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Perspective | Dan Gentile

Editor, Thrillist Austin

He may dream of the Emo's of the past, but this documentarian of Austin says the current nightlife scene is more exciting now than ever.

Someone once asked me how you know you’re an Austinite, and I sarcastically replied that it’s when a place you loved is gone. Austin has evolved at such a remarkable rate that if you froze at the bottom of Barton Springs five years ago and woke up today, you might think you were still dreaming.

The nightlife fixture I miss the most is probably the original pre-Transmission Emo’s, where I saw the Impossibles during high school. Or the Whisky Bar, where I double-fisted dollar shots and began to appreciate dance music. Or the Peacock Lounge, the first bar I went to east of the highway.

Despite my nostalgia for these ghosts of Austin’s past, I feel lucky to live in our city as it comes of age. While I matured from a sheltered suburban teen to an adult who can still barely knot a tie, I've seen Austin make similar transformations. It’s developed from a training-wheels town into an internationally known destination, and naturally there have been some growing pains. The silver lining is that during the time that hypothetical old-school Austinite spent sleeping with the salamanders, hundreds of savings-on-their-sleeve entrepreneurs have been building our city’s future from their wildest dreams.

I'm privileged to write about many of these inspiring individuals for the city-guide websiteThrillist. Before I started with the company in 2009, I split my time between menial publishing jobs that mainly involved standing next to a printer and late-night DJ gigs at now-extinct venues like the Austin Moose Lodge and the Beauty Bar. Suddenly I was thrown into the editorial deep end and given the responsibility of writing and photographing stories about new local businesses five days a week.

Over the past four years I’ve published nearly 1,000 articles of quippy dude-prose about food trailer upstarts and bar barons, while sneaking in as much music coverage as my senior editors would allow. It’s a relentless job, but comes with enough perks that I deserve a slap anytime I complain about my daily deadlines. In a testament to the growth of both our city and my site, the two most popular stories I’ve ever written were published this June.

The first was a photo tour of Qui, the eponymous brick-and-mortar from the figurehead of Austin's burgeoning culinary scene. The flavors are adventurous, the space is stunning, and the aesthetic remains good-humored enough to feature a mural by the outer-space punk rocker Peelander-Yellow. Also, there’s the best ice cream sandwich you'll ever eat. And gourmet Cheese Whiz. No, really.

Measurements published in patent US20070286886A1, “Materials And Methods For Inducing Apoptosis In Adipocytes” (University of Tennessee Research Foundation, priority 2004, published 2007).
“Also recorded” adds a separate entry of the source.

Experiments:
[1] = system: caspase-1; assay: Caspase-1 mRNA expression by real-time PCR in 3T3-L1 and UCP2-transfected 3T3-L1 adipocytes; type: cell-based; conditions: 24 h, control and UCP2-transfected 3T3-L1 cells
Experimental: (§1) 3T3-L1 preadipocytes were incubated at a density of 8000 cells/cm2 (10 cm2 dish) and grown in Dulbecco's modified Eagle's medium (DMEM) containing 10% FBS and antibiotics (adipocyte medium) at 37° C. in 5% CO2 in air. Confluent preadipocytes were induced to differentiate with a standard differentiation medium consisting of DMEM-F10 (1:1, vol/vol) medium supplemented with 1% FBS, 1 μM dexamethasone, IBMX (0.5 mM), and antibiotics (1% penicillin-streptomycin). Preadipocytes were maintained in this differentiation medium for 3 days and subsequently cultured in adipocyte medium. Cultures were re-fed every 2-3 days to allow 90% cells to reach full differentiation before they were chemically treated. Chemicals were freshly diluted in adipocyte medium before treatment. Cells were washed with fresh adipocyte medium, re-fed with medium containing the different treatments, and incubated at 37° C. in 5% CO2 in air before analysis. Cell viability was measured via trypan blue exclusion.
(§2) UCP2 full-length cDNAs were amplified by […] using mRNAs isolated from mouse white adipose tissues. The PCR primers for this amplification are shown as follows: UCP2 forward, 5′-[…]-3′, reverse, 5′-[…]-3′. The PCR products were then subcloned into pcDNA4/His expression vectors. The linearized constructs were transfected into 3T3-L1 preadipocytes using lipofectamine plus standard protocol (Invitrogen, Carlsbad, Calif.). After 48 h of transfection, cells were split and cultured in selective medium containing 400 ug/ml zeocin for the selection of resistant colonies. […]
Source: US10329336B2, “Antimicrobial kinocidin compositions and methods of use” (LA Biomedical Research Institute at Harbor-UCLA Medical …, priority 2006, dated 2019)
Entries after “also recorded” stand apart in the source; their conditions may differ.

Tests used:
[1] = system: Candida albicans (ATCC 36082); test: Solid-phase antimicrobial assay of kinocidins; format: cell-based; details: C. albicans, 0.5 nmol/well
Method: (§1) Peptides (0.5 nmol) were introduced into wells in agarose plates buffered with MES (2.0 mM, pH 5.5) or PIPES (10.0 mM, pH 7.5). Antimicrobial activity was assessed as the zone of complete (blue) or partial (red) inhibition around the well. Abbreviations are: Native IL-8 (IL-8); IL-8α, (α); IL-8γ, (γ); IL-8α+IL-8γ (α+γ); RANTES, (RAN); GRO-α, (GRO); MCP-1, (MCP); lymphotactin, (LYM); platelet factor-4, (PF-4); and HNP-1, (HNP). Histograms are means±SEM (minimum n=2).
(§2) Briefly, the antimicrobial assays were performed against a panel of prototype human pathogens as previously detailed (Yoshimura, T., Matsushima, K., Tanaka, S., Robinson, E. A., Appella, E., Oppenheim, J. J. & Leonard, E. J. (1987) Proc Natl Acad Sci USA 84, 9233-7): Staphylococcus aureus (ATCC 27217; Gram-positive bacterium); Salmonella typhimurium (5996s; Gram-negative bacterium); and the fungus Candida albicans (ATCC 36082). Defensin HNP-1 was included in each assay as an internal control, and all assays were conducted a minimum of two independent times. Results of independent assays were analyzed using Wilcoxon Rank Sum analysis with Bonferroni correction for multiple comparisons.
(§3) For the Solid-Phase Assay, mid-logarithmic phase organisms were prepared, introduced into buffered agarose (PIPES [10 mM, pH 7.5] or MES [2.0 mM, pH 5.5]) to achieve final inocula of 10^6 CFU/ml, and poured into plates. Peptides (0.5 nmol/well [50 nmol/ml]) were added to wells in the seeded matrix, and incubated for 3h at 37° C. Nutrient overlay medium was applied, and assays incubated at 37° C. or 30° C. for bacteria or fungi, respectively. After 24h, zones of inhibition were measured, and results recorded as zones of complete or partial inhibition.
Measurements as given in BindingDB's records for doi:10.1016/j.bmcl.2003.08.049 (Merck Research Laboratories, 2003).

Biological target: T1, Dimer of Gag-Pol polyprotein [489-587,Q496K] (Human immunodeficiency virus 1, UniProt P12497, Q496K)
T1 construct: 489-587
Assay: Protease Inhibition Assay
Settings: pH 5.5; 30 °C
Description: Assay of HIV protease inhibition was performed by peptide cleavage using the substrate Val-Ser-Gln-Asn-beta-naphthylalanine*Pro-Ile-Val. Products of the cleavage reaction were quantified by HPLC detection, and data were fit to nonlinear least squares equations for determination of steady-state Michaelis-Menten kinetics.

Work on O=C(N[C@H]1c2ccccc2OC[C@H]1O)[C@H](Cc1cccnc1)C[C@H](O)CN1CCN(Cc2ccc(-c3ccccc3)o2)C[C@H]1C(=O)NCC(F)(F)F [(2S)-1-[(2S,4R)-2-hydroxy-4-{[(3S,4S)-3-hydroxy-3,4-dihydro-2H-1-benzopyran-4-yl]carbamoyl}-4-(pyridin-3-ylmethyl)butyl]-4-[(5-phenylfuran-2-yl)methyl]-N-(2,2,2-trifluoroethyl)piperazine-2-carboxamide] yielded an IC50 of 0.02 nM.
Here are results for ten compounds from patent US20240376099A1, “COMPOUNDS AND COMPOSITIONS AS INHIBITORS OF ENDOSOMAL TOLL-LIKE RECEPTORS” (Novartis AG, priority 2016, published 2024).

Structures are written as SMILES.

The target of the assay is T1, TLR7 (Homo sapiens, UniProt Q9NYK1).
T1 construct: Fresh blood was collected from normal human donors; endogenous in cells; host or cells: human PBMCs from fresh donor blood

When I started at Thrillist, East Side King had just opened and Paul Qui was still a regular dude, not that dude who won Top Chef. If your palate or pocketbook considers a $150 steak on a menu in East Austin offensive, his $7 Poor Qui buns are the best late-night snack in town, and they’re only a block away, at the Liberty. Although his ambitions accelerated with the help of a national spotlight, he hasn’t lost sight of what the everyday Austinite is looking for on a night out.

The second most popular story featured Rio Rooftop, a glitzy bottle-service rooftop pool that replaced the West Sixth Street blues institution Momo’s. The main reason for the article’s popularity wasn’t the imported Vegas EDM DJs or the price of a bottle of Skyy Vodka—it was because of a ridiculous photo series in which a trio of their bikini-clad waitresses dunked my head in the three-foot pool, then sprayed champagne in my eyes. It stung so good!

In more ways than one, Rio had a big backsplash. Contrary to what the Yelp reviews will have you believe, it’s not a portal into the darkest depths of Los Angeles, but rather an eventual consequence of a city maturing. Musically my DJ crew Flying Turns would never be invited to play there, and I might scoff at the cheesy electro remixes, but in terms of my job at Thrillist I consider Rio as relevant to the identity of Austin's nightlife as Qui, even if it's more akin to the recently shuttered Qua. If you have a complaint I'd say that rather than directing it at a Rio bouncer, you should contact the former Momo’s owner, who just opened a bar in Greenwich Village.

The truth is that despite the collateral damage, Austin's nightlife is more exciting than ever. The Impossibles reunion shows at Mohawk retained the same intensity as at Emo's and that stupid support pole wasn't blocking the view. Places like Cheer Up Charlie’s and Kingdom don’t sell $1 whiskey, but their taste in DJs aims to attract crowds that don't mind bankrolling the impressive sound systems. And the Peacock Lounge has lived on, thanks to its designer’s input on everything from La Condesa to Midnight Cowboy.

In closing, I’d like to (perhaps insensitively) reappropriate a Cesar Chavez quote that graced the East Side stalwart Rabbit’s and now adorns the newly opened Whisler’s: We don’t need a perfect city; we need perfect participation. If you want Austin to stay Austin, go buy a beer at Nasty’s. If you're not patronizing those iconic Austin institutions that define our city’s sense of identity, they will be gone before you know it, and the most familiar thing that defrosted Springs swimmer will have to look forward to will be a few fresh seasons of Friday Night Lights.

Credits

Photography by LeAnn Mueller

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